The Week's Features
Cross-disciplinary training attended by N.Y. first responders
Negotiating power, phone lines and more, dump is recovered
Remote-controlled lift has rated lifting capacity of 14,000 lbs.
MotoLease managing partner/COO selected for honor by CARS
Dodge/Jerr-Dan unit dedicated to fallen towman
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Custom-painting a wrecker is a many-layered process; and this seminar will cover the differences in custom-painting versus wrapping, the costs involved and the different values of both processes. It’s led by Cecil Burrowes of Cecil Customs, whose tow truck artwork has garnered many wrecker pageant awards nationwide. Don’t miss his “Custom Painting vs. Wrap” seminar next Sunday during the American Towman Exposition, November 17-19, at the Baltimore Convention Center in Baltimore, Maryland.
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American Towman Magazine Presents the Week in TowingNovember 22 - November 28, 2017

Lettering Worth Seeing

Owner Eddie Zachary of Dom’s Towing, in Spring Valley, N.Y., has a general rule of thumb that goes, “When you are 100 feet away and traveling 60 mph, you should be able to read the lettering on my trucks.”

As I was driving approximately that fast and at a distance of approximately 100’ on the opposite side of Thruway 287, just on the border of N.J. and N.Y., I spotted one of Dom’s trucks in the midst of a recovery scene.

“My trucks are the biggest form of advertising that I do,” he said. “On our newest heavy duty I spent $3,000 to get it lettered. We’ve grown and progressed with the times and updated our equipment accordingly.”

The lettering on all their trucks is uniform, each having reflective vinyl that is clearly visible from a distance.

“When we are out there in the middle of the night, when people shine their headlights on us, they can see our trucks. If for any reason our lettering stands out, it’s for safety. We don’t want to rely on overhead lights,” Zachary said.

Their 2008 Freightliner Coronado with a Jerr-Dan 50-ton body is a newer truck in their fleet that exemplifies the use of excellent graphics. What stands out foremost is the name Dom’s, written in a purple font with a thick silvery shadow tilted in a 3D perspective. Contrasted nicely in a script font is the word “towing.” What also stands out is the orange checkerboard pattern stamped all over the truck, which further accentuates their brand.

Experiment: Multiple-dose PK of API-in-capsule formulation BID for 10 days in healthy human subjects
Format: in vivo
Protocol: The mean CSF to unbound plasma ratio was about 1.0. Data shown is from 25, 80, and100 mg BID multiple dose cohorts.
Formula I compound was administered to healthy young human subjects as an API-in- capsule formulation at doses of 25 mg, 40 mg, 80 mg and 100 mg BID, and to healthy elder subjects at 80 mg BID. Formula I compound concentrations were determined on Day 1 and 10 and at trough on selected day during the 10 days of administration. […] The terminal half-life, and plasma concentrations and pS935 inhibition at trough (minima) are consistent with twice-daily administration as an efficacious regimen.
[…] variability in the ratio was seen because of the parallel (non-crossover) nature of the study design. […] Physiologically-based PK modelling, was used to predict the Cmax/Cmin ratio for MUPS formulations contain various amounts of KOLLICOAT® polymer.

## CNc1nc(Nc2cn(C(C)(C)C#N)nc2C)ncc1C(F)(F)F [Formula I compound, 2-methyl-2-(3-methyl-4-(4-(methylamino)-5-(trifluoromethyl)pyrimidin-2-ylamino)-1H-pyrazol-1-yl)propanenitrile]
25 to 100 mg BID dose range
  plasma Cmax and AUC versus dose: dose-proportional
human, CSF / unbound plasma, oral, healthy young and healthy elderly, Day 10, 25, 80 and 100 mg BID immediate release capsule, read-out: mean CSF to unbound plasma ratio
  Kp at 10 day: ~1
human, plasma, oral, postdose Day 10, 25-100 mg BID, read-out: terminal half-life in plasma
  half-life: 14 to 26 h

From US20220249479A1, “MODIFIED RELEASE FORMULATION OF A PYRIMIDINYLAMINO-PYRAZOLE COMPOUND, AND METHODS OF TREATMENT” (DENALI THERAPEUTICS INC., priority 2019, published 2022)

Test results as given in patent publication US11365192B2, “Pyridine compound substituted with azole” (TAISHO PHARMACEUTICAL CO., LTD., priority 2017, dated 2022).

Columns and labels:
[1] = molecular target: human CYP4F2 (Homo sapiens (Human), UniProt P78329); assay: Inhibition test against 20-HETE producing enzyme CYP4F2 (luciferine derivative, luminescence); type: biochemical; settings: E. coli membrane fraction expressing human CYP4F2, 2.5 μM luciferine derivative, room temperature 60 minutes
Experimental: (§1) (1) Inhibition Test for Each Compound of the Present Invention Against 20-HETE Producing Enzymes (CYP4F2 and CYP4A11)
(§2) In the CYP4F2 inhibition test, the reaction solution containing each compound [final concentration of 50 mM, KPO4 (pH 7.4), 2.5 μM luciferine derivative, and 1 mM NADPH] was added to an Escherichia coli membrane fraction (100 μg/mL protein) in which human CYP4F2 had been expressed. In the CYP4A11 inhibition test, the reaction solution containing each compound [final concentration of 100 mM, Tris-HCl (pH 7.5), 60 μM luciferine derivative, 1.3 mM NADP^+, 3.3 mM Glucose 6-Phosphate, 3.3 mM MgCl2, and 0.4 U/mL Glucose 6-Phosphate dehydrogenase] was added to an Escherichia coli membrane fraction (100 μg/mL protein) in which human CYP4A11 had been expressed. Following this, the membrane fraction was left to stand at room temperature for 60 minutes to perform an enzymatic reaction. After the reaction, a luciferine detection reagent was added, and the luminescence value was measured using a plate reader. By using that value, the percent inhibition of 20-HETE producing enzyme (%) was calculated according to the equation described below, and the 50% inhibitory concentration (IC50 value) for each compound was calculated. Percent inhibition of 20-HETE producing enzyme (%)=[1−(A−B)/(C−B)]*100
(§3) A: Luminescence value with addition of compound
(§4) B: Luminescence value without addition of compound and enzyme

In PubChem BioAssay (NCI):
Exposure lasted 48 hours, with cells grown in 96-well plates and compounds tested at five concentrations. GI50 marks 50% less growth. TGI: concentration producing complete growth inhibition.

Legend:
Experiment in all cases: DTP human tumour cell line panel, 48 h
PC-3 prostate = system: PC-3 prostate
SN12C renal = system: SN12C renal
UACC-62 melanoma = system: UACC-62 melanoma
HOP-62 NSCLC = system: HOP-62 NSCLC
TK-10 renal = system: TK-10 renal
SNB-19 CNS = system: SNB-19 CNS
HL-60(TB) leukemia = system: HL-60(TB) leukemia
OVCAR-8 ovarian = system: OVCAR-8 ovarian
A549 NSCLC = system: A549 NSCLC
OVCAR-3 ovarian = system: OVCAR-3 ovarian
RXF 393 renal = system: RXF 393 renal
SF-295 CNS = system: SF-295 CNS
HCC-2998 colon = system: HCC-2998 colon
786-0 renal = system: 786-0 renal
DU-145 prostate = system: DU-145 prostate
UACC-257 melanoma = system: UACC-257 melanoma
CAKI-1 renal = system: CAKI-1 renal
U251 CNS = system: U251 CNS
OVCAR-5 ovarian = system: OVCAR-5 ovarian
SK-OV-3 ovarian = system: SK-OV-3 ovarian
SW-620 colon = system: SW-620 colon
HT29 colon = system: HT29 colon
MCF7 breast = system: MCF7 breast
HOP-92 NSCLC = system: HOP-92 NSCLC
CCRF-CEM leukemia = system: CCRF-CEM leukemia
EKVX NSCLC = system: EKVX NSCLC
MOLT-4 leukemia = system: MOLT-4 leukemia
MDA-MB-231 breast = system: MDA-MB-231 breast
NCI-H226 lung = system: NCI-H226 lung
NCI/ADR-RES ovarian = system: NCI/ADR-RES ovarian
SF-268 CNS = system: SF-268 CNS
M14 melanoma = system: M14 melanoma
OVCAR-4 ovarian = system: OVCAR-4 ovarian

Like many tow companies around the country, a common theme is cartoon characters. In the case of Dom’s, you will find Tweety Bird, Sylvester, Speedy Gonzalez and others on their trucks.

As a final flourish, Eddie’s initials on the driver’s side of the truck are humbly written in an attractive font, as is the graphic artist’s who did all the careful lettering on the trucks.

In Loving Memory of ‘AJ’

0-fairfax1 6552fBy George L. Nitti

AJ, whose full name was Hicham Najdi, was towing for Virginia-based Fairfax Towing & Recovery in 2014 when he was struck and killed while prepping a disabled vehicle on I-495.

"AJ was all around fun to be around, always joking, making people laugh," said manager Dan Strouth. "He was a really good guy; worked really hard."

Dedicated to AJ and in memory of the fallen, is the company's 2015 Dodge 4500 with a Jerr-Dan MPL 40 wheel-lift.

What stands out first and foremost is the memoriam on the boom that includes a newspaper clipping on AJ along with a dedication to the fallen. There's also a graphic of several first responders standing together promoting Move Over.

The lettering, created by Dean Designs of Fredericksburg, is compelling along the side of the truck and the company name on the hood evokes flair and creativity.

"This lettering is on all of our trucks," said Strouth, "but we wanted to do something different with this one. The bright orange and its many shades and shapes serve as the background. There are also diamond plates that run from the door to the front of the hood."

This dedication to AJ serves as a reminder of the perils that can take place on the road, especially for those serving on the white line.

This article originally appeared in the April 20, 2016 edition of Tow Industry Week.

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WreckMaster President Justin Cruse said that the WreckMaster Convention will bring together towers from all over North America to provide a unique and beneficial opportunity to broaden knowledge.
© 2017  Tow Industry Week/American Towman Media, Inc.